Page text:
Mobile devices are going to become at least a significant way of accessing the web within months. In the long run, a good chance of becoming the dominant way. That's long run in internet time - I'll go out on a limb and say: 5 years, maybe. Mobile devices are probably going to be what finally rams the stake through the hearts of IE6, 7 and maybe 8 (with Firefox and Chrome cheering from the sidelines).

The possibilities for mobile devices to run really cool things via pure web tech are much greater than most people realise - and web tech runs on all of them without having to port to a zillion different native development environments, or get sign-off from Apple before you can ship anything. [7]

The references I can be arsed finding, with added footnotes


[2] Not that long ago, the state-of-the-art in phone games was "snake". An iPhone 3GS (which is now moderately old hat, tech wise) has far more computational shove than the system I used to play Half-Life all the way through. Yeah, these things happen to be phones, but, first and foremost, they're full-on pocket computers. People just haven't really cottoned on to that bit yet, because the future just went and snuck up on us.

[3] [8]

[4] On sites I interact with professionally, I'm still seeing IE6 at about 5-8% and IE7 at 12-20%. I can't quite pull the trigger yet, but IE6's days are numbered.

[5] works in firefox 3.5 and up, allegedly. No idea about other browsers.

[6] You'll need a Firefox 4 beta or another WebGL-enabled browser (I believe the pre-release chrome builds can do it too, though I've not confirmed it personally)

[7] I hear the cry: "How do people make money from web apps?". That requires rather more prognosticating than I'm willing to commit to right now. One possibility is Operator Billing - it's going great guns in Africa. But that requires the mobile phone networks to be more forward-sighted than "give us $LOADSAMONEY-per-byte, and Get Orf Our Land Network" and "new handset is 10% better than old one, upgrade now!", so colour me somewhat skeptical for the moment.

[8] On the subject of mobile browser landscape and mobile web, just read everything PPK writes. Even if/when he's wrong (not often, on past track record) he's wrong in interesting and educational ways.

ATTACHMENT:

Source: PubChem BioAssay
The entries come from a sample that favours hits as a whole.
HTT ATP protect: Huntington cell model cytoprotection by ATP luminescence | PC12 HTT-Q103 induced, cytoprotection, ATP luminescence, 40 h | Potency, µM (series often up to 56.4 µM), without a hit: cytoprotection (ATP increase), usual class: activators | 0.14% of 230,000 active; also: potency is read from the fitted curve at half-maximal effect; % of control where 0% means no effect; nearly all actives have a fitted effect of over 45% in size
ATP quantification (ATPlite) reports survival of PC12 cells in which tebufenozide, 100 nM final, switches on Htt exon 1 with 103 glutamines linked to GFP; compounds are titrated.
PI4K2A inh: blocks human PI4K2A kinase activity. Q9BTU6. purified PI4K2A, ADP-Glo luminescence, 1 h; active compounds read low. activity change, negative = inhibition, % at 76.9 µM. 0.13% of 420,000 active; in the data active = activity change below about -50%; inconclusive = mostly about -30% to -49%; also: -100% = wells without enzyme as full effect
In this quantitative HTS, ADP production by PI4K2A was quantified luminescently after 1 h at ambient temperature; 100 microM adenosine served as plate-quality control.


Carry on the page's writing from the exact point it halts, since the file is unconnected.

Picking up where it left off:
Date: 2011-01-12 23:24 (UTC)
ext_8559: Cartoon me  (Default)
From: [identity profile]
You are definitely correct with your price/performance predictions ... Nokia is running a little late, but should have a sub $100 Symbian smartphone in the US this year (subject to the current reshuffle which is losing me my job there). Last time I checked Symbian still had the edge on performance/price at the mid to cheaper end (and S40 touchscreen phones for under $100 have been out for months now) ... Android and iPhones have the 1Ghz processors, while Nokia can run the top of the line Symbian phones on something like a 650Mhz CPU (and there are some developments coming there too).

I certainly use my iPhone (1st edition!) for web browsing and media playing a lot, and the web experience is good enough already for most things.

Date: 2011-01-13 10:30 (UTC)
From: [identity profile]
I really must get sorted with something that allows me to program on the web. Any advice?

My recent virus attack scuppered my Delphi, so I can't actually program at the moment (or find anywhere that sells early Delphi versions).

Date: 2011-01-13 11:20 (UTC)
From: [identity profile]
If you want a Free as in Freedom Delphi you could look at Lazarus. My Dad is a old-school Pascal man and has been using it happily for his hacking.

Date: 2011-01-13 11:30 (UTC)
From: [identity profile]
Ah, I'm an old-school Pascal man. It's downloading now in the background and I shall have a play tomorrow.

Many thanks. (It's mostly to get my replacement for Vista's cack-handed copy function working again.)

What about simple programming on the web?

Date: 2011-01-13 12:09 (UTC)
From: [identity profile]
There are essentially two sides to web-programming these days. All the fancy form-filling and whizzy effects are done by JavaScript (and numerous JavasScript libraries such as jQuery). For that all you need is a developer friendly browser. I'd suggest one of:

* Firefox - with the FireBug extension
* Google Chrome/Chromium - with there developer tools

On the server side if your doing anything with the data you'll need something more than static HTML files. Pretty much anything can create web-pages on the fly using CGI. The web server passes the request to program and the program spits out some HTML to stdout which the web-server dutifully sends back.

I don't know but I wouldn't be surprised if Lazurus has some support for CGI programs. However the biggies are probably:

* Perl - traditional hacker tool and responsible for most of the early CGI scripts. Still in heavy use and has a massive archive of modules (called CPAN) that make lots of stuff easy. However the language is a unholy mixture of paradigms and punctuation soup which may offend your eyeballs. Often referred to as a write once language.

* PHP - very popular due to it's ease of use. You write web-pages as normal and use tags to escape into bit of code. It has a fairly comprehensive standard library. It's fairly easy to pick up but does have a reputation for being hard to write secure code.

However most heavy systems use web frameworks which are more tuned to developing web-apps. There are lots out there of which the Ruby on Rails possibly gets the most press. Based on Ruby it's very popular with certain sections of the web programming community. However I've never used it but friends of mine really like the language.